Psalms 42-43

Talks for Growing Christians

Longing to Freely Worship the Lord

Psalms 42-43

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Lesson Number 31

Background Notes

Doctrinal Point(s)

  1. Believers who long for God when thirsty will not be disappointed.
  2. Believers who lean on God when oppressed will not be disappointed.

Practical Application

  1. Praise the Lord when your soul thirsts for God.
  2. It’s okay to ask why!


  1. Who were the sons of Korah?
  2. What hint does Psalm 42:6 give us about the setting of the author when he wrote these psalms?
  3. Why is the psalmist weeping in Psalm 42:3?
  4. Why do we say that Psalm 42 and 43 may have originally been one psalm?
  5. Does the psalmist desire personal revenge for his captivity?


  1. The sons of Korah were Kohathites of the tribe of Levi whom David appointed to praise the Lord in the ministry of music (see 1Chronicles 6).
  2. It would seem from verse 6 that the author was in exile or captivity somewhere in the north of Israel where the Jordan Valley is wide below the peaks of Mt. Hermon. Possibly they were written by a Jewish captive of the Syrians when the Syrians controlled this territory during the reigns of Ahab and Jehoshaphat. Or it could have been written by one of the captives when Assyrians invaded the Land.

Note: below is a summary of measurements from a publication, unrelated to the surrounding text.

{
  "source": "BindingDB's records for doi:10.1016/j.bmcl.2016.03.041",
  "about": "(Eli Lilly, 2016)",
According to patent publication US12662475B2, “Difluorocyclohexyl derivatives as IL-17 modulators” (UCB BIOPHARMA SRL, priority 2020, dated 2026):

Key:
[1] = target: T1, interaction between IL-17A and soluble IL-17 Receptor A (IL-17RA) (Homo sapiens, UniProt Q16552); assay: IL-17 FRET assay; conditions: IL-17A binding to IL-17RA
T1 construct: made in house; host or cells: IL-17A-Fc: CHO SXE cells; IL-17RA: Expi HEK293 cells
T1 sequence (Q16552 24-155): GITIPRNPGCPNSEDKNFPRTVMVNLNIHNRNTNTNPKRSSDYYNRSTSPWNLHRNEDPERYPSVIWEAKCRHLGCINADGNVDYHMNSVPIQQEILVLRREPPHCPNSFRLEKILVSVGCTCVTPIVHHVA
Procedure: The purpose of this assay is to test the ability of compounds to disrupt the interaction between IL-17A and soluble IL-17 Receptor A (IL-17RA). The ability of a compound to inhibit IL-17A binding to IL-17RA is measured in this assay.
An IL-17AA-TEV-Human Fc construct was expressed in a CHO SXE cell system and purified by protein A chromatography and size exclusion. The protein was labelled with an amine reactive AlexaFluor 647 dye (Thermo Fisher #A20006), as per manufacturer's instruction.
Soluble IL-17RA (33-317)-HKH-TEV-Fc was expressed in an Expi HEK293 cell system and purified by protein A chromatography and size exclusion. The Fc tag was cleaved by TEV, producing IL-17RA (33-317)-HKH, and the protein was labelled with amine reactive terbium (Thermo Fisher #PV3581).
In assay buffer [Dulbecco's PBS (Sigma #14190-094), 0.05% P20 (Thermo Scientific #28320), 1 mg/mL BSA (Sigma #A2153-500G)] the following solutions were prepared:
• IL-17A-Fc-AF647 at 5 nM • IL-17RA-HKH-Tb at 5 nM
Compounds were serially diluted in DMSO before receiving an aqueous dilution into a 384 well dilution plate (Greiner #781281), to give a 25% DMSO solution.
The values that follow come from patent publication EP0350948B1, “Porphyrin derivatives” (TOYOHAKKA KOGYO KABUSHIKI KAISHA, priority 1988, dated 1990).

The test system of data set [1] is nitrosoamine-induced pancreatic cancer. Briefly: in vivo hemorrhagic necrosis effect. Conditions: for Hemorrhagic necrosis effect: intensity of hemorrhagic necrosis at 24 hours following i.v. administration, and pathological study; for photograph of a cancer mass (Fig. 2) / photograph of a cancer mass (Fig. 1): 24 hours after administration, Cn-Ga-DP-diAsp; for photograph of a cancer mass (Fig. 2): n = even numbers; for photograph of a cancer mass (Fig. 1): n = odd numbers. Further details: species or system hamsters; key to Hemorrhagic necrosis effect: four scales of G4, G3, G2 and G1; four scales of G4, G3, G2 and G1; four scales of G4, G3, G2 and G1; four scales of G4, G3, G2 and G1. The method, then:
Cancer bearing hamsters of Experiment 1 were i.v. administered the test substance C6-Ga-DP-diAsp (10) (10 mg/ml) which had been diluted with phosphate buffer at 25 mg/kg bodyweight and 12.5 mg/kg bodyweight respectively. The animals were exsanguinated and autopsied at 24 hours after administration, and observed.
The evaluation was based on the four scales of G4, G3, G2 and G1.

3. He weeps in sorrow as he is taunted by the enemy where he is held captive. “Where is your God?” they say.
  4. The psalms naturally go together because in both psalms the writer longs to be back in Jerusalem to worship the Lord at His holy temple. Also, we see the same refrain in Psalm 42:5, 11 and 43:5. Some ancient Hebrew manuscripts have these psalms united as one.
  5. No, he only desires vindication and deliverance from enemy oppression and the opportunity to worship the Lord at the Temple. He is leaning totally on the Lord and is confident that the Lord will grant his requests.


  1. Even though it seemed that God had forgotten the psalmist as he experienced enemy opposition (42:9) and physical and emotional distress (42:10), yet he was confident that the Lord would deliver him. We see this in the refrain of verses 5 and 11. Can you tell of a time when you longed for the Lord and were not disappointed?
  2. Reread these psalms noting the author’s fervent desire to worship the Lord. So often we take the privilege of going to church and worshiping God for granted. We may even see it as drudgery or a burden. Discuss how you can cultivate in your life the mindset of this psalmist toward worship.


  1. In these psalms the psalmist asked God “why” ten times. It was not wrong for the psalmist to voice these questions and it is not an indication that he has given up the faith. You can ask God “why” when you need understanding, insight, or long to be in close fellowship with the Lord.

Key Verses

  • “As the deer pants for the water brooks, so pants my soul for You, O God.” Psalm 42:1
  • “Why are you cast down, O my soul? And why are you disquieted within me? Hope in God; for I shall yet praise Him, the help of my countenance and my God.” Psalm 42:11

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